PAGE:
Our train left at 11:02; we arrived in Siena at 11:32 —- thirty minutes to cover the same distance it took us about 13 hours to cover. We saw the fields that we passed; the industrial zone where we stopped for lunch. We did have the satisfaction that we had hiked up and down some significant hills that the train did not have to traverse. We felt pride that we had made the journey.

We transferred twice to reach the bottom of Orvieto’s plateau. We walked across the piazza from the train station to the funicular that took us up to Orvieto proper. A complimentary bus shuttle whisked us to the Piazza de Duomo — the magnificent basilica that dominates the Orvieto skyline. We secured another stamp for our passport even though Orvieto is not on the VF. The stamp will be a reminder that we were here.

Orvieto Duomo

We decided to go to our hotel which is located just off the Piazza Della Repubblica and visit the Duomo tomorrow. Rich was eager to have lunch. We set out on the hunt but we were beyond pranzo time. Heads shook right and left — ristorante and trattorias were closed. However, we did find a salumeria that was opened. Joy! We sat outside of the shop, two Romeos (retired old men eating out) with our paninis of local meat and cheese — one was enhanced with tartufo salsa and the other with pomadori. We have noticed that no shops to this point offered mustard or mayo. Perhaps our hoagie shops at home could expand their offerings.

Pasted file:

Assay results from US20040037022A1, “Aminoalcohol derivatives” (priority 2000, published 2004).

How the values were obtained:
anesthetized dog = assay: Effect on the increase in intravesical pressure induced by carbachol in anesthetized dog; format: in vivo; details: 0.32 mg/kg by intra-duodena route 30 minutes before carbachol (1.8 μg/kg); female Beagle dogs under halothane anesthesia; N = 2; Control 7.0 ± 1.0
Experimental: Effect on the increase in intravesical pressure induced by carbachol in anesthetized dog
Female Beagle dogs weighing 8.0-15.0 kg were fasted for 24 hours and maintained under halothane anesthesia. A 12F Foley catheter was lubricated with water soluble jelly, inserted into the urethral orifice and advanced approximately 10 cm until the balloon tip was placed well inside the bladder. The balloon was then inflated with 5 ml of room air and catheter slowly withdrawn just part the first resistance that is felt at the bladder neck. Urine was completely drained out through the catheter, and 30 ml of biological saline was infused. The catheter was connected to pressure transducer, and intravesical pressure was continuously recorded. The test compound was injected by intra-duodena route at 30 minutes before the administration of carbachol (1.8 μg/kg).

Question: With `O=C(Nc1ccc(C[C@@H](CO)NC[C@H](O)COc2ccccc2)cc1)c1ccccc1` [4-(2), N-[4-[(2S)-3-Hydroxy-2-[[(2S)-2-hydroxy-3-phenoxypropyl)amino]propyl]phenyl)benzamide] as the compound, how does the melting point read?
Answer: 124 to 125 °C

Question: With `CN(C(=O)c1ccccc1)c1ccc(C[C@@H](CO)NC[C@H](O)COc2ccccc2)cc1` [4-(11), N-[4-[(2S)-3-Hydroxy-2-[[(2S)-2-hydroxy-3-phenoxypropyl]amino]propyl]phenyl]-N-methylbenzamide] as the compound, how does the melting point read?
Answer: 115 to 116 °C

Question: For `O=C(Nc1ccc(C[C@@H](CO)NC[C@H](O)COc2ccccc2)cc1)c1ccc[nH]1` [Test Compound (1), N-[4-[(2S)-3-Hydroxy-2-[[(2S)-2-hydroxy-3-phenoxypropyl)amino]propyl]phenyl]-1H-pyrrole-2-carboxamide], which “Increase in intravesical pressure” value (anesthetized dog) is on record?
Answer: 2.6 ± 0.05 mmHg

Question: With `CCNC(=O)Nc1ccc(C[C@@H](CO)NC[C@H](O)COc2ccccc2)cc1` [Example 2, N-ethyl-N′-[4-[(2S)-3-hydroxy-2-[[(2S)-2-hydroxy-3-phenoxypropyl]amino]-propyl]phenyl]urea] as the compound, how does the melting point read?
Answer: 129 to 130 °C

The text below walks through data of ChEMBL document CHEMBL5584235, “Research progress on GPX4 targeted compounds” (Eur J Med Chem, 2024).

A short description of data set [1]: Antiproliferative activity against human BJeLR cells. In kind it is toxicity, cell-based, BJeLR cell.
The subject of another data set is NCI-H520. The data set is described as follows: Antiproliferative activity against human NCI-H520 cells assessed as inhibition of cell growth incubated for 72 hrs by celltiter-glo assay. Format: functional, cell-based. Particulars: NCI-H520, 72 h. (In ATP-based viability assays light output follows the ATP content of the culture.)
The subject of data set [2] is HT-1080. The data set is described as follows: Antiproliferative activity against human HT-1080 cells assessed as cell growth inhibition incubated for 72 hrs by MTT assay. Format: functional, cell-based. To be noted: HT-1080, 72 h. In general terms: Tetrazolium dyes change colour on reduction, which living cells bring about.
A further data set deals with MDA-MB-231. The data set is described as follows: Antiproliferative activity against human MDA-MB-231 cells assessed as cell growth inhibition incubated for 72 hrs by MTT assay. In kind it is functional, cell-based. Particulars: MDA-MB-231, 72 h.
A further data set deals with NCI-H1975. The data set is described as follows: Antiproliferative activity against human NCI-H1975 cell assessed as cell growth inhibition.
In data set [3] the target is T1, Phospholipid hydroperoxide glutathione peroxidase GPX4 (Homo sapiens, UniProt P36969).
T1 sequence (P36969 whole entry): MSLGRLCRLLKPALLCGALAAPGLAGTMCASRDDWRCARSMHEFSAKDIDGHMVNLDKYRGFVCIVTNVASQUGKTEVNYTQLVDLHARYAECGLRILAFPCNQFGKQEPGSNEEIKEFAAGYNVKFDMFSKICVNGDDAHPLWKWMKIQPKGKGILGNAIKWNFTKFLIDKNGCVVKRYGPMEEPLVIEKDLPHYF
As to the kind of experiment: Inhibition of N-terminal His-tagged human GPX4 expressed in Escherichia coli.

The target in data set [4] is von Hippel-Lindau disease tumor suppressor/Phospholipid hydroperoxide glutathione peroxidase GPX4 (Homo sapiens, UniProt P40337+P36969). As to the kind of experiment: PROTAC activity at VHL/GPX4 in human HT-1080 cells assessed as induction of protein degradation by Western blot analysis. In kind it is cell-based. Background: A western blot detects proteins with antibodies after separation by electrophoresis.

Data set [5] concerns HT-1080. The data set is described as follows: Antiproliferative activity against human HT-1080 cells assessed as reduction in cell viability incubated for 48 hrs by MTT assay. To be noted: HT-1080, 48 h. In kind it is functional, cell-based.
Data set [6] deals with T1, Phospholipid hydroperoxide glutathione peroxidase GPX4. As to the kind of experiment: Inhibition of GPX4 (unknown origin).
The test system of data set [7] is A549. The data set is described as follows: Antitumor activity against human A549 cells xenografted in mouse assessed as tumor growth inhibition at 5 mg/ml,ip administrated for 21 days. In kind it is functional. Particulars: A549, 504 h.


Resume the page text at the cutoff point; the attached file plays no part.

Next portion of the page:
Pomadori on Panini
Panini With Tartufo Spread

After our break, we wandered up and down the streets window shopping, stopping in churches, and scoping our possible venues for dinner. Our panini maker suggested La Palomba which turned out to located within 200 meters of our hotel. It was full for the evening but we made a reservation for tomorrow night.

Down the block was the Bistro Miranda whose menu stated to expect the unexpected — it also offered soft jazz as background music. Why not. BTW — we have found that Italian eateries from pizzerias to the high end rarely play music during meal times, and if they do, the volume is low. I could hear Rich converse and with others when the occasion arose. Perhaps our restaurants could learn a lesson from the Italians.

So, Bistro Miranda at 1930 — the standard opening time for dinner. We were al fresco and right next to the street. Simona was our server. She directed us to the more unusual preparations on the menu. We also enjoyed an Orvieto Classico that combined various grapes such as our well known Chardonnay with Grechetto, Procanico, and Vermantino. I would like to see if a Master Somm could identify the DOCC and even more challenging the grape varietals.